In view of the new working programs of European institutions, I would like to emphasise one more important development. This is the need to reach a broad-based trade agreement with the USA. We need a new standard in the 21st century to combine the trade rules of our times on the basis of the largest markets and purchasing power. Let us, between ourselves, call this a new standard for the countries that love to live and trade in a world economy based on rules and free competition. Should developments on global talks freeze again, I believe that other countries sharing the same way of thinking and the same values will join this model (especially OECD countries). The small problems and special interests of Europe and America should not hinder the prospect we have of concluding this treaty in the next few years.
All in all, Estonia is content with the basic tenets of the new working programme presented by the European Commission President as well as with the new structure of the European Commission in general. Our expectations and views coincide to a large extent and this is also expressed in our programme documents. I hope that the members of the European Commission who assumed office last Saturday will have a chance to meet the Parliaments of all EU countries at least once during their tenure.
As the new European Commission has already started work, I would hereby like to thank the outgoing President José-Manuel Barroso as well as the President of the European Council, Herman Van Rompuy, who left office in November, together with their teams, for a fruitful cooperation and successful crisis management.
Ever since accession, it has been customary for Estonia to work in the EU according to the ‘Estonian views’ discussed and approved by the Riigikogu.
To date, we have implemented, in the spirit of the recommendations of the OECD state report, a management model for EU matters that is based on openness and participation as well as honest and timely intervention. Today or tomorrow, we will present for approval through the Electronic Coordination System for Draft Legislation the new Rules of Procedure for EU Matters, which will be done in order to implement the Rules of the Government. This new procedure will be enacted based on the premise of the Legal Regulation Development Plan until 2018, which was approved by the Riigikogu. The Plan states that that EU decisions are also Estonian decisions and that at the national level these decisions should be taken the way that is customary in Estonia.
Recent examples of efficient cooperation between the Riigikogu and the Government in defending the views of Estonia include the discussions held in the Riigikogu on European Neighbourhood Policy and the political support for concluding treaties with countries benefiting from the neighbourhood policy. I sincerely hope that association treaties with Ukraine, Georgia and Moldova will be ratified in the Riigikogu today. I would also like to highlight the solid support of the European Union Affairs Committee in discussions regarding regional fishing quotas. The Committee was also in instrumental in making the visit of the chairmen of the European Union Affairs Committees of the Parliaments of the Baltic States and Poland to Estonia a great success. During this visit the esteemed guest were able to acquaint themselves with the Estonian oil shale industry.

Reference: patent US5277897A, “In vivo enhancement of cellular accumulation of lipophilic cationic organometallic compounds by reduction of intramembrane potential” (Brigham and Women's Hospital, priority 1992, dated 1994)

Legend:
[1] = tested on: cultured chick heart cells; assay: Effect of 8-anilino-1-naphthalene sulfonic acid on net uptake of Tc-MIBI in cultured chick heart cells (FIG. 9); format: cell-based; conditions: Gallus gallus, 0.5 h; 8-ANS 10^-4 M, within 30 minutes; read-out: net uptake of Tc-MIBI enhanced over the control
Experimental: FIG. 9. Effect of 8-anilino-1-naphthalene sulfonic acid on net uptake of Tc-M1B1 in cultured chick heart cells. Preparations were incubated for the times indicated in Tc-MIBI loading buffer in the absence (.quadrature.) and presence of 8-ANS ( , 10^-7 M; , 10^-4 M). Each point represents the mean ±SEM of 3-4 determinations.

Thanks to the cooperation between our own institutions and beyond our borders, Estonia has the reputation of a reliable, involved, innovative and European-minded member state. We have been, chiefly thanks to the Riigikogu consistently the member state with the lowest deficit in adopting the European Law. Our mindset is not based on an eagerness to fulfil European directives with a German precision, but rather on our general legal culture. It is based on a belief that agreements are meant to be kept. This in turn opens new opportunities for Estonian people and companies in Europe.
A good example of our cooperation is also the nomination procedure of the candidate for the Commissioner last spring. Considering the international importance of the Commissioner, this is without a doubt an issue of national importance that should be discussed during a plenary session of the Riigikogu. Only the best candidates can represent Estonia at an office of such importance. It is indeed a great distinction for Estonia that Andrus Ansip assumed the office of the Vice-President for the Digital Single Market. The mandates of the Government, the Riigikogu, but also the mandate given by the people at the elections of the European Parliament empower the new Vice-President to realise one of the main priorities of the European Commission – the establishment of the Digital Single Market.
The Government that will assume office after the elections will have a much more significant role to play in the Estonian political landscape – the next composition of the Riigikogu will be in office during Estonia’s Presidency of the EU in 2018. Those set to become members of the Government of the Republic in the wake of the next elections will have to be ready to assume a leadership role in their areas of expertise within the EU. It is also of no small significance that these individuals will have to lead sessions of the European Council brokering difficult compromises, while working in English. It will be the responsibility of the next Prime Minister to assemble a team that will make Estonia’s Presidency a success.
In view of Estonia’s development, I am glad that at important times we have the courage to take decisions and the will to take action. We are supported by the determination of Estonians, our readiness to find compromises and our European-mindedness. In this decade, we have learned that in order to move along in Europe, you have to contribute to the development of Europe. All pre and post accession Governments and compositions of the Riigikogu, together with the hard-working officials in the numerous workgroups, have made their significant contributions to this end, and they have earned the gratitude and full acknowledgment for their work.
Together, we have made Estonia bigger!
Thank you very much!